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10 Quick Facts About Delhi Pollution Problem

Delhi pollution problem is a matter of grave concern for the authorities in the capital, especially before Diwali and the upcoming winter season. Supreme Court insists upon following strict environmental regulations by the government in order to prevent the release of toxic substances such as carbon, sulfur and coal.

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Smog New Delhi
Vehicles move through morning as smog covers New Delhi. voa
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According to a current report by the World Health Organization (WHO), among the 20 most contaminated cities on the earth, 13 are in India, in which Delhi tops the list.

Every year air pollution in New Delhi causes smog during the winters

Here are some important issues and steps which are being taken to control the Pollution level in Delhi.

  • The Supreme Court has banned the sale of firecrackers in Diwali, India’s largest festival, to deal with the air pollution problem in Delhi, that causes smog during the winters.
  • The Court has declared 24th October as a deadline for the government to regulate the use of petcoke fuel.
  • Every day nearly eight residents are dying in India’s capital due to air pollution.
  • Despite the authorities in the capital setting rules to clear the air by cutting traffic, air pollution continues to be a severe threat to the lives of the residents of the capital.
  • A new fuel, petroleum coke, which is the replacement of coal, has further enhanced the problem of the air pollution.
  • Petroleum coke, also known as Petcoke is found in tar sands in the pits of Canada. These are some of the dirtiest crude oil sources. At US Gulf Coast, it is refined where petrol and diesel are removed. Petcoke is the left out substance that produces further harmful substances such as carbon, sulfur and heavy metal emission such as coal.
  • It is exported to the countries like India and China where it is used as a fuel. Thus the developed counties manage to make money out of this harmful waste material due to lax environmental laws in China and India.
  • China has reduced its dependence upon petcoke since 2014. Now India is the largest importer of petcoke.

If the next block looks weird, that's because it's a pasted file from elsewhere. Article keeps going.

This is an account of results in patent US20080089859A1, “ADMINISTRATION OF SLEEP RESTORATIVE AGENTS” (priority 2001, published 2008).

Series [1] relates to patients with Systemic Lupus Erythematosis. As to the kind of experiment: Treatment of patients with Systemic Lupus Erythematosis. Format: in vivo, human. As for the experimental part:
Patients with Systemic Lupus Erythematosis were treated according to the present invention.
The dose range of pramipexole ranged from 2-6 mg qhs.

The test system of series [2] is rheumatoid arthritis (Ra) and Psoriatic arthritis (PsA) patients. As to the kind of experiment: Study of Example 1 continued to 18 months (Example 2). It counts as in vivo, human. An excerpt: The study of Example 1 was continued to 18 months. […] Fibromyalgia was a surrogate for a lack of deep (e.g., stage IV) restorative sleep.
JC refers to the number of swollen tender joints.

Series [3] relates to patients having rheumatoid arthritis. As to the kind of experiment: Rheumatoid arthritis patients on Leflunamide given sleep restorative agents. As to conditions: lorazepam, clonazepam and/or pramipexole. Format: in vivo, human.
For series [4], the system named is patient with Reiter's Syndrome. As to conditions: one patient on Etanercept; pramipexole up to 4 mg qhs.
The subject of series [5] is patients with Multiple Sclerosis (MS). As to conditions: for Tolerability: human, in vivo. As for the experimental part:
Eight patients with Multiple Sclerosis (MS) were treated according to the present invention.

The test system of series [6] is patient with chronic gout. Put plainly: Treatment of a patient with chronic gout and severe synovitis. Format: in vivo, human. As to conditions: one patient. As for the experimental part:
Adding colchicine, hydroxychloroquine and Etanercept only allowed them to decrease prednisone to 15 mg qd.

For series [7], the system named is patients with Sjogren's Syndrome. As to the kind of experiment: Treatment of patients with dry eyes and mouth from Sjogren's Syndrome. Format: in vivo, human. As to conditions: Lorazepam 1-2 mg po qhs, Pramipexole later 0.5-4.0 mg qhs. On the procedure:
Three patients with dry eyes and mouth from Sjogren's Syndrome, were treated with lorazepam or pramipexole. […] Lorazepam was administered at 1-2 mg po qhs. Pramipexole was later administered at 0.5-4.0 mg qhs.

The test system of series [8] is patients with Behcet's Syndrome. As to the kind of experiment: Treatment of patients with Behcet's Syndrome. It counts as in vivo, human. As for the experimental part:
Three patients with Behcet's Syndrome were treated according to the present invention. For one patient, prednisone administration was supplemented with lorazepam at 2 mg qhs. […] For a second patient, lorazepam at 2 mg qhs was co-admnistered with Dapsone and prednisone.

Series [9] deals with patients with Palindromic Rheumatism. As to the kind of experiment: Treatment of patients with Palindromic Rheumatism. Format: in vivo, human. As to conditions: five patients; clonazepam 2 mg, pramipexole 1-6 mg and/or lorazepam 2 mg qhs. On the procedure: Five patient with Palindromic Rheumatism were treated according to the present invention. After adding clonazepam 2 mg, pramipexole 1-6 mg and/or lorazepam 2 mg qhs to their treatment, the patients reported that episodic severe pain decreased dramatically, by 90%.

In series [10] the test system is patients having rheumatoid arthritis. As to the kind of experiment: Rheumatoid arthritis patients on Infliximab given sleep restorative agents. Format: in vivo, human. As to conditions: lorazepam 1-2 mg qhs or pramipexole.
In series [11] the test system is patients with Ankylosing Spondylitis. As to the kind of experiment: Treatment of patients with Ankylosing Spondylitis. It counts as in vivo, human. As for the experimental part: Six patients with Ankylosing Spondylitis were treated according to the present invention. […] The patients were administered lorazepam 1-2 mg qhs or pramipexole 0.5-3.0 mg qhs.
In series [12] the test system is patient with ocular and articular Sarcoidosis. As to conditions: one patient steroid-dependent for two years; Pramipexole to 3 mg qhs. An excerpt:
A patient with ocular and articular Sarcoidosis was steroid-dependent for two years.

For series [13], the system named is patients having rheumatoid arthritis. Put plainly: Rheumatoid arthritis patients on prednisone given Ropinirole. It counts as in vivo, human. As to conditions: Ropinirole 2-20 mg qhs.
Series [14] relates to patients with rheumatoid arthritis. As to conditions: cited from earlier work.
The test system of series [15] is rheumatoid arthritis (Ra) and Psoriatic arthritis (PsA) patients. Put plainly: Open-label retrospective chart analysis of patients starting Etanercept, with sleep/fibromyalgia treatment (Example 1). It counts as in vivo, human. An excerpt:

• In February, Supreme Court has ordered the government to ban the use of petcoke or put a limit on the sulphur emission in the process.
  • The regulations have limited the sulfur emissions to 4,000 ppm but the regional environmental agencies confirm the presence of 72,000 ppm of sulphur in the petcoke.
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Eat Less Saturated, Trans Fats to Curb Heart Disease: WHO

An active adult needs about 2,500 calories per day, Branca said

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The World Health Organization said Friday that adults and children should limit their intake of saturated fat — found in foods such a meat — and trans fat — found in foods such as french fries.
representational image. VOA

Adults and children should consume a maximum of 10 percent of their daily calories in the form of saturated fat such as meat and butter and one percent from trans fats to reduce the risk of heart disease, the World Health Organization said Friday.

The draft recommendations, the first since 2002, are aimed at reducing non-communicable diseases, led by cardiovascular diseases, blamed for 72 percent of the 54.7 million estimated deaths worldwide every year, many before the age of 70.

“Dietary saturated fatty acids and trans-fatty acids are of particular concern because high levels of intake are correlated with increased risk of cardiovascular diseases,” Dr. Francesco Branca, Director of WHO’s Department of Nutrition for Health and Development, told reporters.

The dietary recommendations are based on scientific evidence developed in the last 15 years, he added.

The United Nations agency has invited public comments until June 1 on the recommendations, which it expects to finalize by year-end.

Junk food.
Junk food. Pixabay

Saturated fat is found in foods from animal sources such as butter, cow’s milk, meat, salmon and egg yolks, and in some plant-derived products such as chocolate, cocoa butter, coconut, palm and palm kernel oils.

An active adult needs about 2,500 calories per day, Branca said.

“So we are talking about 250 calories coming from saturated fat and that is approximately a bit less than 30 grams of saturated fat,” he said.

That amount of fat could be found in 50 grams (1.76 oz) of butter, 130-150 grams of cheese with 30 percent fat, a liter of full fat milk, or 50 grams of palm oil, he said.

Trans fats

Trans fats occur naturally in meat and dairy products. But the predominant source is industrially-produced and contained in baked and fried foods such as fries and doughnuts, snacks, and partially hydrogenated cooking oils and fats often used by restaurants and street vendors.

In explicit new advice, WHO said that excessive amounts of saturated fat and trans fat should be replaced by polyunsaturated fats, such as fish, canola and olive oils.

Also Read: Lipid Accumulation in The Brain May Be an Early Sign of Parkinson’s Disease

“Reduced intake of saturated fatty acids have been associated with a significant reduction in risk of coronary heart disease when replaced with polyunsaturated fatty acids or carbohydrates from whole grains,” it said.

Total fat consumption should not exceed 30 percent of total energy intake to avoid unhealthy weight gain, it added.

The recommendations complement other WHO guidelines including limiting intake of free sugars and sodium. (VOA)